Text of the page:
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Wendell E. Berry named 41st Jefferson Lecturer in the Humanities

Wendell Berry, profile photograph
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Photo by Pam Spaulding

WASHINGTON (February 6, 2012) — Wendell E. Berry, noted poet, essayist, novelist, farmer, and conservationist, will deliver the 2012 Jefferson Lecture in the Humanities. The annual lecture, sponsored by the National Endowment for the Humanities (NEH), is the most prestigious honor the federal government bestows for distinguished intellectual achievement in the humanities.

“Wendell Berry is an American treasure whose prose and poetry have— with subtlety, intelligence, and conviction—helped open our eyes to the importance of respecting and living with nature,” said NEH Chairman Jim Leach. “Tilling the land of his Kentucky forebears, he is a 21st-century Henry David Thoreau.”

Berry will present the 41st Jefferson Lecture in the Humanities on Monday, April 23, 2012 at 7:30 PM at The John F. Kennedy Center for the Performing Arts in Washington, D.C. In the lecture, “It All Turns on Affection,” Berry will discuss man’s interaction with nature, as depicted in history, philosophy, and literature.

In his writing and activism, Berry has spent his career meditating on our relationship and responsibilities to the land and community. He is the author of more than forty books of poems, essays, short stories, and novels, many of which draw on the traditional rural values of Berry’s native Kentucky.

From his first book of poetry, The Broken Ground (1964), Berry has explored themes of living in harmony with nature, and the bonds of marriage, family, and community. One of the most widely read poets in America, his collections of poetry include: There is Singing Around Me (1976), Clearing (1977), Entries: Poems (1994), A Timbered Choir: The Sabbath Poems 1979-1997 (1998), and Given (2005). A New York Times review of Berry’s Collected Poems, 1957-1982 (1985) described Berry’s style as “resonant with the authentic. The lyricism is not forced, but clearly grows out of a deep bond with the earth and its generosity, with all of nature…he can be said to have returned American poetry to a Wordsworthian clarity of purpose.”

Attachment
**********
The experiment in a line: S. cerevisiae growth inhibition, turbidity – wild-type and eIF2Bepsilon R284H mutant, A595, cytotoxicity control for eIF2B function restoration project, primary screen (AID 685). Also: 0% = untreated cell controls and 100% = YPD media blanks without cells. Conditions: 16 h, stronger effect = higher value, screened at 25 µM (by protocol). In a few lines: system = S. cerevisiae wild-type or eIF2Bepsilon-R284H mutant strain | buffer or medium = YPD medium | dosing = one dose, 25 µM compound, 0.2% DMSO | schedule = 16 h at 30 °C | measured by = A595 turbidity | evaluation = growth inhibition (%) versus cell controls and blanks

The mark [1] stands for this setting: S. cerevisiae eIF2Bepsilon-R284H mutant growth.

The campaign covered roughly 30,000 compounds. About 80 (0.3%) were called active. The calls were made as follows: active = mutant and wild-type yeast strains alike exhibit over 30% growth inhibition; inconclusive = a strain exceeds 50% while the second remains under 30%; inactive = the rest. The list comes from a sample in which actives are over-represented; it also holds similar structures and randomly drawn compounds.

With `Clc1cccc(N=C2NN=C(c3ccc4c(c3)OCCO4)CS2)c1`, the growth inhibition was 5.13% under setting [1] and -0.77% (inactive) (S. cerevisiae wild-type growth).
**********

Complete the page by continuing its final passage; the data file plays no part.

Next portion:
In novels and short story collections such as Nathan Coulter (1960), A Place on Earth (1967), The Wild Birds: Six Stories of the Port William Membership (1986), and Jayber Crow (2000), Berry has chronicled generations of farming families in the changing landscape of a fictional small Kentucky town of Port William.

Berry’s influential volumes of essays such as The Unsettling of America: Culture and Agriculture (1977), Sex, Economy, Freedom and Community (1993), and Another Turn of the Crank (1995) have argued that American culture is rooted in its agrarian communities, and warned against abuse of the land and its resources.

Since 1965 Berry has lived and farmed with his wife Tanya at Lane’s Landing, a 125-acre farm near Port Royal, Kentucky, near the birthplace of his parents—experiences Berry has written about in essays such as “The Long Legged-House” and “A Native Hill.” A committed conservationist, Berry has been an outspoken critic of industrialized farming and mountaintop removal coal mining.

Berry was born in 1934 in Henry County, Kentucky. He studied English at the University of Kentucky, where he earned a B.A. in 1956 and M.A. in 1957. In 1958, Berry received a Wallace Stegner Fellowship from Stanford University. He has taught at Stanford University, Georgetown College, New York University, the University of Cincinnati, Bucknell University, and the University of Kentucky.

He is the recipient of numerous awards and honors, including Guggenheim and Rockefeller Foundation fellowships, the American Academy of Arts and Letters Jean Stein Award, a Lannan Foundation Award for Non-Fiction, the Ingersoll Foundation’s T.S. Eliot Award, and the Aitken-Taylor Award for Poetry from The Sewanee Review.  He is an elected member of the Fellowship of Southern Writers.  Last March Berry was awarded a National Humanities Medal by President Obama.

The Jefferson Lecture is the Endowment’s most widely attended annual event. Past Jefferson Lecturers include Drew Gilpin Faust, John Updike, Henry Louis Gates, Jr., Bernard Bailyn, Toni Morrison, Arthur Miller, James McPherson, Barbara Tuchman, and Robert Penn Warren. The lectureship carries a $10,000 honorarium.

Tickets to the lecture are free of charge and distributed on a first-come, first-served basis. Ticket requests may be submitted via the online form. All other inquiries, as well as ticket requests for persons lacking online access, may be directed to (202) 606-8446.

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About the National Endowment for the Humanities

Created in 1965 as an independent federal agency, the National Endowment for the Humanities supports research and learning in history, literature, philosophy, and other areas of the humanities by funding selected, peer-reviewed proposals from around the nation. Additional information about the National Endowment for the Humanities and its grant programs is available at: www.neh.gov.

Media Contacts: Paula Wasley at (202) 606-8424 or pwasley@neh.gov